We don’t want people to know when we sit or when we rise up. We do not want people to perceive our thoughts, from near or far. We don’t want people to know what we are going to say before we say it.

Those words sound familiar? If not, perhaps you need to read through Psalm 139 again. They are words penned by the psalmist that cause us to receive comfort. If it had been a supermarket that said those things, back to queasy feelings, no? So what’s the difference?

We need to keep two things in mind here. First, when God says he knows everything about us, he should: he was the one who created us. Before we were ever born, God knew us and in fact, “knit us” together in our mother’s womb, the psalmist writes. Sovereignty has privileges and knowing us inside and out is one of them.

The second thing is even more important. When a store uses information about us to encourage us to purchase an item, however legal and innocuous that information may be used, the ultimate benefactor of the information is … the store. When God knows information about you that no one else knows, his “use” of that information is in your best interest.

Why does God know you and search your thoughts? So that he can remove those things that keep you from knowing and following him better. God’s desire is for us to love him more and he wants nothing more than to be able to remove those things that stand between him and us.

You may justifiably want your privacy, but trust me, God’s not one you want to try to hide from. Him knowing you is best for you.

Questions:

•If God did a complete searching of your heart, what would he find? What would he want to remove? What is preventing you from letting that happen now?

•We do not like to think about the punishment that comes upon God’s people (or us), yet his prophets often foretold of just that. Why does Amos describe punishment coming on God’s people Israel? Was this punishment unjustified? Why or why not? What do you think Israel could have done to prevent this?

•Why are divisions amongst God’s people such a barrier to faithful living?

•What do you think Peter and Andrew were thinking they were getting into when Jesus called them to “fish for people?” What other analogies could be used to describe the process of bringing people to Jesus?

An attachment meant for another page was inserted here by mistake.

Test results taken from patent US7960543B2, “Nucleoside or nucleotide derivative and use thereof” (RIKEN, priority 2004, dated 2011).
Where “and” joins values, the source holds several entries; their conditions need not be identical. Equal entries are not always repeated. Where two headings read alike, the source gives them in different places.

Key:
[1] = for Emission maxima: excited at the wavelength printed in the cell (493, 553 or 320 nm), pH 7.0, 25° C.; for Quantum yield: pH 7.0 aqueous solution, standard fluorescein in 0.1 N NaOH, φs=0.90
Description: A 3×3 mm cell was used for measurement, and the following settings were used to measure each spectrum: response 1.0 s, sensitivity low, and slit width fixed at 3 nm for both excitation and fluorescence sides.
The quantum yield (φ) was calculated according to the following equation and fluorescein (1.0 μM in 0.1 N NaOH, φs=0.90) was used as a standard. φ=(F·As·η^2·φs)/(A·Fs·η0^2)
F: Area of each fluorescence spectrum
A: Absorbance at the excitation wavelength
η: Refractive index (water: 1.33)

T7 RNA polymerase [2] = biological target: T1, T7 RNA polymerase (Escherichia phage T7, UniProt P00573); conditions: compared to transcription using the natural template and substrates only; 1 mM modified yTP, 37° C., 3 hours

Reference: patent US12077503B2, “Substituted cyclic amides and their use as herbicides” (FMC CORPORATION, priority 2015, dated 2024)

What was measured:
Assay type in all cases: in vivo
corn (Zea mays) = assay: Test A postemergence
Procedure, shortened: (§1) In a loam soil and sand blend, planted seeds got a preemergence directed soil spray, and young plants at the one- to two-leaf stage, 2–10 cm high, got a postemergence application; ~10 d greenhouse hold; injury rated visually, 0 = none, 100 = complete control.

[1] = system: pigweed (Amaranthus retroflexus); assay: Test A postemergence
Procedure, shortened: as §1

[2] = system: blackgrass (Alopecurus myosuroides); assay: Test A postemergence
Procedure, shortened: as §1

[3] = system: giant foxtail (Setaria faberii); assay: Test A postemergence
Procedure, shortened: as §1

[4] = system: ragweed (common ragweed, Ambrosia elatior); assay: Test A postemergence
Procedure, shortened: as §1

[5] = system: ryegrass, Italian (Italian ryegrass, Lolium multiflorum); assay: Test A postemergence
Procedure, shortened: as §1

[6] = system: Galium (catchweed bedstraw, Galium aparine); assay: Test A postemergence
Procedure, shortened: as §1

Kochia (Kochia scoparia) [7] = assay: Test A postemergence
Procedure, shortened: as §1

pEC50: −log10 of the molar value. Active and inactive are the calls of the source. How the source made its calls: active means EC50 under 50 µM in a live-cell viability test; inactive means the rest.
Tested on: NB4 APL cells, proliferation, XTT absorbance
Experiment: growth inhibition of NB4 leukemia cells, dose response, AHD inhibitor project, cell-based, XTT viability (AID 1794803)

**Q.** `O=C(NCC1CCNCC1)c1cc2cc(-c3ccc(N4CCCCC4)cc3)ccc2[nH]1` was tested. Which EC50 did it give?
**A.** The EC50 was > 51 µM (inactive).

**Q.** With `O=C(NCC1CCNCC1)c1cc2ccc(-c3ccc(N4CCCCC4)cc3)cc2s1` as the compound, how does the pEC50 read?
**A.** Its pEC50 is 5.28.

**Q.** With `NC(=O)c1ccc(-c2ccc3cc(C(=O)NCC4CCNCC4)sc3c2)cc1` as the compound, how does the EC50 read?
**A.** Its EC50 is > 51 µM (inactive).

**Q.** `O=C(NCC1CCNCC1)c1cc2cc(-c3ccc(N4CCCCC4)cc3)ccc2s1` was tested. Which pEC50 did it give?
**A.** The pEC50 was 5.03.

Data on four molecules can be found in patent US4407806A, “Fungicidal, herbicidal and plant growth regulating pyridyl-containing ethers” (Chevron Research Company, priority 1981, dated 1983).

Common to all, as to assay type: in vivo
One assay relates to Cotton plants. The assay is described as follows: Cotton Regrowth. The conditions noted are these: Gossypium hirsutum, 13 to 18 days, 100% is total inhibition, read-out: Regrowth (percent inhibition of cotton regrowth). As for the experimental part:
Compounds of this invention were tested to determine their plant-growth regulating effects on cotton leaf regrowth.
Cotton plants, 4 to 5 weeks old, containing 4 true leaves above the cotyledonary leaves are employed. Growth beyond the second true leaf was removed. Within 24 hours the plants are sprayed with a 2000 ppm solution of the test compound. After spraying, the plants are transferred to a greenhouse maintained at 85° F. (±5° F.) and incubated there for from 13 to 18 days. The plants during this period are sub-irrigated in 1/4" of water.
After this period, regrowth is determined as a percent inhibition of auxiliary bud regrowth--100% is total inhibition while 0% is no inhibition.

•How would you describe Jesus’ activities as he went around preaching, “the kingdom of heaven came near?” How does his activities compare to the things we do today as his church? What do we need to change to better match what he did?

Week of Jan 22 – Text List

The 1 Home Bible Study texts for the week of January 22 are as follows:

Psalm 139:1-17
Amos 3:1-8
1 Corinthians 1:10-17
Matthew 4:12-23

Daily Bible Reading Texts are:

Jan. 23 – Psalm 41, 52; Isaiah 48:1-11; Galatians 1:1-17; Mark 5:21-43
Jan. 24 – Psalm 45; Isaiah 48:12-21; Galatians 1:18-2:10; Mark 6:1-13
Jan. 25 – Psalm 119:49-72; Isaiah 49:1-12; Galatians 2:11-21; Mark 6:13-29
Jan. 26 – Psalm 50; Isaiah 49:13-23; Galatians 3:1-14; Mark 6:30-46
Jan. 27 – Psalm 40, 54; Isaiah 50:1-11; Galatians 3:15-22; Mark 6:47-56
Jan. 28 – Psalm 55; Isaiah 51.1-18; Galatians 3:23-29; Mark 7:1-23

Where are you staying?

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I have seen and I testify that this is God’s Chosen One.
(John 1.34)

Where are you staying?

Ask yourself: If Jesus had just been pointed out to you in a crowd or perhaps at a busy market, how would you begin a conversation with him? What would you say when you first walked up to him? Even if you did not fully understand or even believe his power, his reputation alone might cause you some hesitation as you approached him.

For many of us, the moment we find ourselves in front of someone famous or someone with a lot of power, we find ourselves dumbstruck. All the great things we were going to say fly out the window. We stutter and stammer, barely able to communicate anything. We finally blurt out some word of praise or awe, but even that comes across strange.

Perhaps the awkwardness of the moment impacts our ability to think clearly. We don’t know what to say exactly, so we compensate by saying something … anything. Like walking into a hospital room and asking a patient who is in critical condition or perhaps near death: How’s it going? (Well, not so good, but thanks for asking!)

These two disciples of John find themselves in a similar situation. They are with their teacher, when Jesus, the “Lamb of God,” passes by. This would not have been the first time these men heard of Jesus, for John spent his life pointing out the coming of the Messiah to those who would listen. And John was obviously successful at what he came to do because these two start to follow Jesus. This was the plan all along: “He must be greater; I must become less.” (Jn. 3.30) To John’s disciples, there must have been a sense of awe in finally coming face-to-face with this man. At this point, following him seemed like the only logical choice.

When Jesus realizes they are following him, he asks: “What do you want?”

“Where are you staying?” they reply.

Most of us (scholars included) want to know: did these two know what they were asking or was this just another bumbled introduction?

On the one hand, we might expect a question like: “Can we follow you?” or “Will you teach us?” Perhaps they might want to know the most important command of the law or secrets to a faithful life. As men of faith (remember, they were disciples of John), we certainly expect some sense of recognition of the greatness of Jesus, God’s Son.